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Menemsha, Martha’s Vineyard. Summer 2014. Photo by Martha McNamara

 

 

Black Portraitures II: BLACK GIRL MAGIC

Black Portraitures II Conference in Florence, Italy provided the beautiful surroundings, amazing fellowship and excellent scholarship that made for a perfect formula for BLACK GIRL MAGIC. You’ve seen this hashtag: #BlackGirlMagic. You may have also come across #CarefreeBlackGirl (In fact, I think I’m raising one):

These hashtags have come to mean much more in the last year. The #SayHerName movement encourages us all to remember the cis and trans black women who have been killed during altercations with the police or while in police custody, especially in the wake of the possible suicide of Sandra Bland while in a jail cell in Texas. We need to recognize women cross the country who continue to work within social, cultural, political and academic programs, movements, and institutions in order to advance black people across the country and around the world. This is my small tribute to those women I met or reunited with in Florence.

Deborah Willis was the driving force behind the Black Portraitures II conference along with a hardworking team of collaborators from New York University, Harvard University, the Studio Museum in Harlem, among others. Dr. Willis is University Professor and Chair of the Department of Photography & Imaging at the Tisch School of the Arts at New York University. Dr. Willis has worked throughout her entire career to highlight and celebrate the creativity, talent, and beauty of African Americans, primarily (though not exclusively) in photography. Because of her and the wonderful conference staff members, BLACK GIRL MAGIC was palpable throughout our time in Florence.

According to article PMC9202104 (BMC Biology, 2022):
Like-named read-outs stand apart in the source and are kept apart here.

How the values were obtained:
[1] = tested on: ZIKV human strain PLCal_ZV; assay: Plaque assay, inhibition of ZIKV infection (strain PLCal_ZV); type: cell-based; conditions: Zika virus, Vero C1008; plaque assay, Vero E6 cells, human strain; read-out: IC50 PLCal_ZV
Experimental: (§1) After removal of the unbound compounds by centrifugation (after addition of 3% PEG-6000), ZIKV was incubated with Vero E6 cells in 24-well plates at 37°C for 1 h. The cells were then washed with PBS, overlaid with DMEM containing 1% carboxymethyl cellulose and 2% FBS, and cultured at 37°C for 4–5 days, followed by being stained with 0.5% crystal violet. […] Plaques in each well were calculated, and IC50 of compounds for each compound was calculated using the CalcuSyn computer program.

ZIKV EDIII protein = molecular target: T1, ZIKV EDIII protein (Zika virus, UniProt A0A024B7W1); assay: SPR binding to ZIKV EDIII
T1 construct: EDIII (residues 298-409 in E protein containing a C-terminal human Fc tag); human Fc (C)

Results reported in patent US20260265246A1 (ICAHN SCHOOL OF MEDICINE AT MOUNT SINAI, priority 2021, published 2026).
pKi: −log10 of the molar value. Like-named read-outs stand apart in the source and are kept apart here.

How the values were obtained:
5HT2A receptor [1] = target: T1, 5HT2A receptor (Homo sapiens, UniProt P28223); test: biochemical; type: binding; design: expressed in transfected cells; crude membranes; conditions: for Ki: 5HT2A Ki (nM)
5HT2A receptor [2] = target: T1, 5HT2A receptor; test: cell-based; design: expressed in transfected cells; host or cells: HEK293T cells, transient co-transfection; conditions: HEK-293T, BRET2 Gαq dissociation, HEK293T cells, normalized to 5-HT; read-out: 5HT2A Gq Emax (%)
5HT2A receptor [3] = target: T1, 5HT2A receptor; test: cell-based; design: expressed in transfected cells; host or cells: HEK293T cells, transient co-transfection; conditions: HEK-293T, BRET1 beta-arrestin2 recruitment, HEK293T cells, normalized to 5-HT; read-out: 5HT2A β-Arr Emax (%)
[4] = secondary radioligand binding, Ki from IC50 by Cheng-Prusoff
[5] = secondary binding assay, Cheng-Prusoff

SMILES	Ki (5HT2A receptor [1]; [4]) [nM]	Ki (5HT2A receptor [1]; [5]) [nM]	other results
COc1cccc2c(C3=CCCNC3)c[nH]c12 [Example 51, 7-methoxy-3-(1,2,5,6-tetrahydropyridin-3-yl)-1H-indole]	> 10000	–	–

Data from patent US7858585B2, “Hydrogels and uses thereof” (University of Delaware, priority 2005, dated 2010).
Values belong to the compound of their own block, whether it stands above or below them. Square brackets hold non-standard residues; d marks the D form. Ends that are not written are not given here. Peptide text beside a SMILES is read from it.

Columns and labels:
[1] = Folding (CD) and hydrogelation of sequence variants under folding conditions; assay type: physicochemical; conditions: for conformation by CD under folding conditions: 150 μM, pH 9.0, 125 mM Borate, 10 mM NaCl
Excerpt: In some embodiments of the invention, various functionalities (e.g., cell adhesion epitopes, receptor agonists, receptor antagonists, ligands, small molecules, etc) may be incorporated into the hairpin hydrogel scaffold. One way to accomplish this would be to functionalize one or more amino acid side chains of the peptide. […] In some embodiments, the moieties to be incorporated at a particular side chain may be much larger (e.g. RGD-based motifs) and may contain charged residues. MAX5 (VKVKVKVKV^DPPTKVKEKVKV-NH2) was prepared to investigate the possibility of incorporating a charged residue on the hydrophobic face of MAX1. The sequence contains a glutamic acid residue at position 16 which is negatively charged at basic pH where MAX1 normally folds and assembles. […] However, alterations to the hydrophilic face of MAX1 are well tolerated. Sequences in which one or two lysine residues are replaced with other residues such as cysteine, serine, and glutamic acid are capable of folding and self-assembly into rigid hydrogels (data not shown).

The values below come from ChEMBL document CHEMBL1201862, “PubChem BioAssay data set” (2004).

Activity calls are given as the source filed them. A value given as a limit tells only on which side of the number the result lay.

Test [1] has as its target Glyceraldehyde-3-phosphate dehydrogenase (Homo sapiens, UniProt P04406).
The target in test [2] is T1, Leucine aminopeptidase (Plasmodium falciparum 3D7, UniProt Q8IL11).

Dr. Deborah Willis and Dr. Nikki A. Greene. Black Portraitures Reception at La Villa Pietra.
Dr. Deborah Willis and Dr. Nikki A. Greene. Black Portraitures II Reception at Villa La Pietra, Florence, Italy.

As a photographer, curator, historian and documentarian, her commitment to the arts is unequal to most academics today. Her numerous books include Posing Beauty: African American Images from the 1890s to the PresentOut [o] Fashion Photography: Embracing Beauty; Reflections in Black: A History of Black Photographers – 1840 to the Present; Let Your Motto be Resistance – African American Portraits; Family History Memory: Photographs by Deborah Willis; VANDERZEE: The Portraits of James VanDerZee; and co-author of The Black Female Body A Photographic History with Carla Williams; Envisioning Emancipation: Black Americans and the End of Slavery with Barbara Krauthamer; and Michelle Obama: The First Lady in Photographs (both titles a NAACP Image Award Winner). Most recently, inspired by Deborah Willis’s book Reflections in Black, Thomas Allen Harris’s film Through a Lens Darkly premiered at Sundance in 2014 (and is now available on Netflix).

THANK YOU, Deborah Willis, for bringing us together so that we can continue to do “the work.” You’re an incomparable mentor and inspiration to so many of us.

Chirlane I. McCray, 1st lady of NYC and Wellesley graduate with Nikki A. Greene
Chirlane I. McCray, 1st lady of NYC and Wellesley graduate with Nikki A. Greene. Black Portraitures II Reception at Villa La Pietra.

There were too many wonderful scholars, artists, students, and art aficionados on hand to name them all (there was so much fangirling going on). I was particularly thrilled to meet Chirlane McCray, New York City’s First Lady (and Wellesley College grad ’76), Spelman College’s new president and art historian, Dr. Mary Schmidt Campbell, art historian and curator Dr. Kellie Jones, feminist scholar Michele Wallace, and writer Michaela Angela Davis. All of my Dark Room Faculty Seminar sisters made the time spent there that much more enjoyable, of course. And there were so many magical moments…

We occasionally owned the streets of Florence. Right, Jasmine E. Johnson?!

Betty - BPII

There was a paper on BETTY DAVIS by De Angela Duff! Thanks for the shout out for my “Feminist Funk Power” article during your presentation!

We got to “whip our hair back and forth” when we needed to (Autumn Womack!):